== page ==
Not Just a Sports Film: Spike Lee‘s Layered Contexts and Implications in He Got Game

Curator's Note

   Since the mid-1980s, Spike Lee has become one of the most discussed African-American film directors. Lee’s popularity has been generated by the favorable critical response to his films, his tendency to focus on controversial topics, and his amazingly prolific film career. A decade into his career, Lee produced, directed, and wrote the film, He Got Game (1998). This film presents an African-American family melodrama in the context of one of Lee’s favorite sports, basketball. The very first three minutes—the opening credits—are themselves worthy of thorough dissection and examination.     The credits begin with a shot of an open field, filled with golden grain and under a clear blue sky. The camera quickly moves to a young white man, presented in slow motion, shooting a basketball. Lee then cuts back and forth between a varied range of persons participating in the great American sport, basketball. In these shots, Lee presents black players, white players, rich players, poor players, city players, rural players— the single characteristic holding these images together is the act of playing basketball. As background music, Lee uses bucolic music by Aaron Copland, the 20th century American classical composer. While Lee’s film will focus on the corruption and moral decay associated with success in the basketball industry, his opening credits tell a different story.    The opening credits portray a mythical, dream, colorblind image of basketball. Lee, throughout his oeuvre, has focused on stories from within the African-American community, yet this opening montage seems to have no racial focus. The diversity of persons in these opening credits reflects basketballs’ accessiblity—one only needs a ball and a hoop. The credits thus reflect the powerful appeal of basketball across racial lines. Both in its beatific atmosphere and in its demonstration of basketball’s interracial appeal, the opening credit sequence portrays the universality and purity of basketball. The rest of the film, however explores the manner in which capitalism corrodes this purity. When examined from this perspective, He Got Game becomes more than simple sports melodrama; it becomes an examination of capitalism as a corrupting force in American society. The juxtaposition between Lee’s opening credits and the rest of his film direct the viewer to more deeply examine Lee’s story, in particular for its critique of capitalism’s hold on the American psyche and culture.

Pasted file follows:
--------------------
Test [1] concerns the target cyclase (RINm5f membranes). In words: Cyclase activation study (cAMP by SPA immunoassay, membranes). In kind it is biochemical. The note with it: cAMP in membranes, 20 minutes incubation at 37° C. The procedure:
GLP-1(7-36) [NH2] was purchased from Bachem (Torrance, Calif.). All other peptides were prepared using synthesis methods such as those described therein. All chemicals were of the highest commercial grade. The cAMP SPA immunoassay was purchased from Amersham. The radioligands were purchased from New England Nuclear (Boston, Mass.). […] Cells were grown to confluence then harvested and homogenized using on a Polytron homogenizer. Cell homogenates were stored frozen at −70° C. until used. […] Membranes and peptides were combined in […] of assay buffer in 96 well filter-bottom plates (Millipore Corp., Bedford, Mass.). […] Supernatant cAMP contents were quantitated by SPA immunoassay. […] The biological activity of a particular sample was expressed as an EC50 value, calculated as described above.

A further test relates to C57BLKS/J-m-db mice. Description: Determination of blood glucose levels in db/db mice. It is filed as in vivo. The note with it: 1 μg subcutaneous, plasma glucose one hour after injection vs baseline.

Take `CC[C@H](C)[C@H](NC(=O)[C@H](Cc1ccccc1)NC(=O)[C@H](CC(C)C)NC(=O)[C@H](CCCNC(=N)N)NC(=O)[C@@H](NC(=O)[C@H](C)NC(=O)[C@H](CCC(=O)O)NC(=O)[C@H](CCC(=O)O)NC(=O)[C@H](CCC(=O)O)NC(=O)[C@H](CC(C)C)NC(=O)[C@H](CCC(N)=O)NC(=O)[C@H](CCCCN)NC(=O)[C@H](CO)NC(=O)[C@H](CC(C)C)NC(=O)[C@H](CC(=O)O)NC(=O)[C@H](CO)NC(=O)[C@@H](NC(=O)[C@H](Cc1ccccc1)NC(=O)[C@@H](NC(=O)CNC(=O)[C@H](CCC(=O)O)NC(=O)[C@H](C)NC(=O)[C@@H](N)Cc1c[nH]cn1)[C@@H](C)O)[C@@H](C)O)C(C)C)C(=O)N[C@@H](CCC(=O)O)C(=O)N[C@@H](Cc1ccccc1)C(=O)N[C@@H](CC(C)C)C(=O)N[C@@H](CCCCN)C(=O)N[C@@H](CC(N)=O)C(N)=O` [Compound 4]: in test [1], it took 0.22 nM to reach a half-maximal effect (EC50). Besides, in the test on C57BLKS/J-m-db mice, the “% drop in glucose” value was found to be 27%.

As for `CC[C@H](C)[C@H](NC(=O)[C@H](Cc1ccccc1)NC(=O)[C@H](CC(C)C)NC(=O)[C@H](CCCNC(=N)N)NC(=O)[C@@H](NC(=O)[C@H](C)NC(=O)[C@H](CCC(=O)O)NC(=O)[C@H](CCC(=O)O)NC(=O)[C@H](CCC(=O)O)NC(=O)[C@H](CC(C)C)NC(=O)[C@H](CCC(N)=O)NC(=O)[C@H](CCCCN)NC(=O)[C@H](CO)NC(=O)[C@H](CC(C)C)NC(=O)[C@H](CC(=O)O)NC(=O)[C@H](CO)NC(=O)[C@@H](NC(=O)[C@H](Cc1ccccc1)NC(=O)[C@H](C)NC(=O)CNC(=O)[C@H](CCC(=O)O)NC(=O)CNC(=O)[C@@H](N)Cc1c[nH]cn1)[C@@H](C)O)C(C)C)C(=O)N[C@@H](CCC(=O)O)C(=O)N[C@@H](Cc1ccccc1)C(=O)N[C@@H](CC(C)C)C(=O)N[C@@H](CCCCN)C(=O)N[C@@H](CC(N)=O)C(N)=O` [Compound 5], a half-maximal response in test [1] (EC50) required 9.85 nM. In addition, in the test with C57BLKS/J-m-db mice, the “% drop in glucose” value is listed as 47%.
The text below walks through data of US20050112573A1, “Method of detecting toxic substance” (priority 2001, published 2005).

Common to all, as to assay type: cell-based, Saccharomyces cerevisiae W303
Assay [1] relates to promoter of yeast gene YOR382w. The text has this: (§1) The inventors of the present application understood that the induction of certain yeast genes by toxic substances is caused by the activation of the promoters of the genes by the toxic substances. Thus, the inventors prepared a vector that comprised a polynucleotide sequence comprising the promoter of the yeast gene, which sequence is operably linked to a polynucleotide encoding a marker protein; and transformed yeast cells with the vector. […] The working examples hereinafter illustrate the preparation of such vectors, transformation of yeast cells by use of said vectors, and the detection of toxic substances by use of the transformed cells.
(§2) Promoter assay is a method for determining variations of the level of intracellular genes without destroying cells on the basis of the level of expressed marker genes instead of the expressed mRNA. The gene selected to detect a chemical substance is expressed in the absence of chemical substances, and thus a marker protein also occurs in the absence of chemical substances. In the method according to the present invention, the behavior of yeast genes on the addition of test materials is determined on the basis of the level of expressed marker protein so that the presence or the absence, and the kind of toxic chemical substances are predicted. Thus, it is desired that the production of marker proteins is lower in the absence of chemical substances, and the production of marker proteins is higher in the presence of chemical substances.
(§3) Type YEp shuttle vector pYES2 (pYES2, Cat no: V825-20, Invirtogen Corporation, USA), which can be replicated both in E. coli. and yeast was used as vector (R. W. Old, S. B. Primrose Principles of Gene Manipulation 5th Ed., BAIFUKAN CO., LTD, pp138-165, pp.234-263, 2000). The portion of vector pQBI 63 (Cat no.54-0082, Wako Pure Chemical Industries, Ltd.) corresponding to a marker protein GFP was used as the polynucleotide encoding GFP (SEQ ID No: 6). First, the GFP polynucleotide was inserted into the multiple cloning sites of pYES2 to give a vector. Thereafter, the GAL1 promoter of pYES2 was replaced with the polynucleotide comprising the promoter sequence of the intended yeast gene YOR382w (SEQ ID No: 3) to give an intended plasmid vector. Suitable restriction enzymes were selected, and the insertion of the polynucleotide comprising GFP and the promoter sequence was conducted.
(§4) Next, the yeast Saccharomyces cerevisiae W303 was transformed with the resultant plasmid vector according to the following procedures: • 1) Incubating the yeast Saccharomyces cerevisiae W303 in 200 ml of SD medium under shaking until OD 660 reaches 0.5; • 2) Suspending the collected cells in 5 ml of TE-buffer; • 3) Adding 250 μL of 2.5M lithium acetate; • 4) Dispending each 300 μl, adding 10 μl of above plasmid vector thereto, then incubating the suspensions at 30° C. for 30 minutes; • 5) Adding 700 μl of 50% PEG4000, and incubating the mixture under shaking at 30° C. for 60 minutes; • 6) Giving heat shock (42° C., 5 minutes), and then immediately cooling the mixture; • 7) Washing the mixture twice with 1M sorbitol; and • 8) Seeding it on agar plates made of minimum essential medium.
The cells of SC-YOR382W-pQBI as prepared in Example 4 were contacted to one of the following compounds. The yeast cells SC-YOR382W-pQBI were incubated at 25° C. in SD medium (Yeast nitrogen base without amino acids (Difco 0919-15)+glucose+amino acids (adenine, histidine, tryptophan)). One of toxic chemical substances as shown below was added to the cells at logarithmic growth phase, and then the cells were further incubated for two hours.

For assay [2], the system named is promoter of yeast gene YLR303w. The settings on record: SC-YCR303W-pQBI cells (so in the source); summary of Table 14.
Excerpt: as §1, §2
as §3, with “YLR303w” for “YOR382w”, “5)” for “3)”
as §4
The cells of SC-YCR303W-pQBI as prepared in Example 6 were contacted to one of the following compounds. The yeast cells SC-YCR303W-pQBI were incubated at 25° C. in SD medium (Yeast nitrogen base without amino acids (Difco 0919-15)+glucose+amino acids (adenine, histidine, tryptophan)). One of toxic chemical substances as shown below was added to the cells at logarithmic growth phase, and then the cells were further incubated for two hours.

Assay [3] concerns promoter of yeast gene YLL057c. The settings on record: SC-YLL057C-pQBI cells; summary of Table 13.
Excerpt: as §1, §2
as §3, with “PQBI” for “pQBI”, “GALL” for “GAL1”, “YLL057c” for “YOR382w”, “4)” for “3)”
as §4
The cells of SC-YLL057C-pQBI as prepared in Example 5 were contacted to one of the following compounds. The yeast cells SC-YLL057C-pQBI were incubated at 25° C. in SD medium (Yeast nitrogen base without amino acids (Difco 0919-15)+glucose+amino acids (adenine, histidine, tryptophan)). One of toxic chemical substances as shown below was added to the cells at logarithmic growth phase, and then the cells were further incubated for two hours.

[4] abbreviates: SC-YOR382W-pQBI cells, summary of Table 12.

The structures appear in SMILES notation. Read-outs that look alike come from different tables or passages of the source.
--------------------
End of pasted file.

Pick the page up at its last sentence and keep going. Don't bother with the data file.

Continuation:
Arthur Knight's picture

John Henry +

Terrific explication of this crucial (and beautiful) sequence. I’ve always thought it was interesting that the final shot links together a group of women playing (where the shot starts) and a group of men (where it ends). Both groups are racially mixed, sort of cementing the utopian possibilities of basketball, but (and?) the final players you see are a white woman and a black man, which definitely presages an important dynamic in the story. That the music is Copeland’s homage to “John Henry” definitely further supports your reading—the melody is bucolic (along with many of the images; and there are those strong hits of dissonance), but if you know the folk song/story and are hearing the words in your head (thanks very much to my grade school music teacher) you get a sense that a happy end is unlikely… and the unhappiness is likely to be caused by exploitation of Black (male) labor. Thanks for the reading!

Dafna Kaufman's picture


I actually did not know the story of John Henry! Wow that adds even more fascinating layers…Thank you for mentioning it. The connection with John Henry makes the link to, as you said “exploitation of black (male) labor,” even stronger and more powerful. Thanks for the info and comment!


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